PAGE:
Queer and Bright Red
Dorian Blue #film review #horror #vampires #lesbian #queer #lgbtq+
Released in 1971, the Belgian film Daughters of Darkness is an interesting example of queerness in the horror genre. I watched it on recommendation of my dad, a film guy who knows my love of everything lesbian and vampire. From the start, I was intrigued by the spare opening credits, white text on a black background. They are accompanied by a haunting, empty melody plucked out on electric guitar. The combination creates a feeling of emptiness and foreboding. When the title is shown, everything morphs to crimson red, staying that way until the beginning of the first scene, which plunges the viewer into deep indigo night.
A newlywed couple, Stefan and Valerie, are eloping together. They’re on a train to the beach town they are honeymooning and it’s already obvious that their relationship is shaky. Stefan is older than her and both are hesitant to fully profess their love. Valerie is also concerned about Stefan’s mother, who is part of the British aristocracy, and what she might think of their marriage. Stefan continues to dismiss all her concerns, quoting his mother, saying: “Stefan, we are different. That is God’s gift to us. We must never debase it.” Then, he kisses Valerie, trying to show her that he doesn’t care what his mother thinks. Though, she isn’t convinced. She makes him promise to call her when they reach the hotel.
Stefan and Valerie arrive in the town in the dead of winter. Their surroundings are gray and drab, with the sound of screeching sea birds the only constant. The inside of the hotel they’re staying in, however, is full of color. The concierge is the only other person in the hotel with them, as they are there very out of season. They eat dinner together in the empty dining room, a wide shot showing how vast the lines of empty tables are.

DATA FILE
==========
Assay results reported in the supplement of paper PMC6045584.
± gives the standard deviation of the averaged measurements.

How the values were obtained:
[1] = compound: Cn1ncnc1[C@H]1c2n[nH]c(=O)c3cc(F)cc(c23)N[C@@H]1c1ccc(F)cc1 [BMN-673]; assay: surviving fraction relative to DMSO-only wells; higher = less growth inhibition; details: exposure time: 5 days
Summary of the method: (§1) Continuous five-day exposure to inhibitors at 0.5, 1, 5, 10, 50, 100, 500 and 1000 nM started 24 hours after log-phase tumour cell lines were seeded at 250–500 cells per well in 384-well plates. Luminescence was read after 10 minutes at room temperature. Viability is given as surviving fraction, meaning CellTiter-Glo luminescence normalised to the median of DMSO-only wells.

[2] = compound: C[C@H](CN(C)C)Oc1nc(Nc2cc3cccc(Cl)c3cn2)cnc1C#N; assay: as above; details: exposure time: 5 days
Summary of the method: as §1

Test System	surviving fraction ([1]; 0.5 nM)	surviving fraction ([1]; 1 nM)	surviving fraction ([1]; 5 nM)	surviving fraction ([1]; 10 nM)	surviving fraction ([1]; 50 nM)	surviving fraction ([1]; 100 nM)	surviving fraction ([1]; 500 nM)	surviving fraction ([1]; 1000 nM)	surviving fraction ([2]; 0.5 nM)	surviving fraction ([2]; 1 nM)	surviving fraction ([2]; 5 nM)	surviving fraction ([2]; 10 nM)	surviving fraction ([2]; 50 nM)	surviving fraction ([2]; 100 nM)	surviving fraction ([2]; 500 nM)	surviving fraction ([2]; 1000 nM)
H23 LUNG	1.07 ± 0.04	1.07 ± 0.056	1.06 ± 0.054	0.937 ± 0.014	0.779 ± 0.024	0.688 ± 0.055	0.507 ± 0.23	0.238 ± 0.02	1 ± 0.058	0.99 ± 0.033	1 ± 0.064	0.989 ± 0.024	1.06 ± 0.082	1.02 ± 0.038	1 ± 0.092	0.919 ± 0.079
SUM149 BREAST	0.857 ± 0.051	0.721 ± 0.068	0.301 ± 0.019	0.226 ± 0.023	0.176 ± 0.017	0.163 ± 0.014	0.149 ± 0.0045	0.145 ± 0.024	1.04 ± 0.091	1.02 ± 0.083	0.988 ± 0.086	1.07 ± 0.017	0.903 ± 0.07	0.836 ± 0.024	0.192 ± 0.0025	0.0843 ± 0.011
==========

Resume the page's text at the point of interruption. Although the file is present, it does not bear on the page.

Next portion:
Shadowed in darkness, another car arrives. A woman clad in all black steps out from the back, complete with a mesh veil over her face. Immediately, she’s captivating. She has platinum blonde hair, pencil thin brows, and red lipstick, commanding the attention of the concierge. He’s shook to his core, as she looks exactly the same as she did twenty years before. Her name? Countess Elizabeth Bathory, the name of a real noblewoman who is said to have tortured and killed hundreds of people for her own pleasure. The Countess was styled to echo Marlene Dietrich, famous Old Hollywood actress. Dietrich was known for her androgynous style; it was also an open secret that she was bisexual.
Countess Bathory notices the couple in the dining room and sets her sights on them.
“Look how perfect they are,” she remarks to her companion, Ilona. Then, she becomes fixated on them.
It isn’t Stefan the Countess concerned with, though. Her attention is wholly on Valerie, who is already drawn to her. Valerie wears white throughout the film and is portrayed as naive, an obvious foil for the Countess, who exclusively wears black, red, and purple.
The bright and highly saturated color palette is contrasted with the dark desires of Elizabeth. In many ways, she’s the female manifestation of Dracula, also based on a mass-murdering historical figure. The film also has many plot beats that resemble Carmilla, a novel released twenty years prior to Dracula that tells the story of the vampire Carmilla seducing a noblewoman Laura.
In a heavy-handed, eroticized way,Daughters of Darkness explores the ties between being monstrous and being queer. Step by step, Elizabeth seduces Valerie, while also enacting carnage on the town. Everyone, including the mysterious Stefan, has dark urges within him, and Valerie is batted between them like prey in a cat’s paws. Though the convoluted, often labyrinthine, plot leaves a lot to be desired, the film delivers on aesthetics. Every shot is composed with a painter’s eye, influenced by Expressionism and Surrealism. The viewer, just like Valerie, is drawn into a web of despair and bloodlust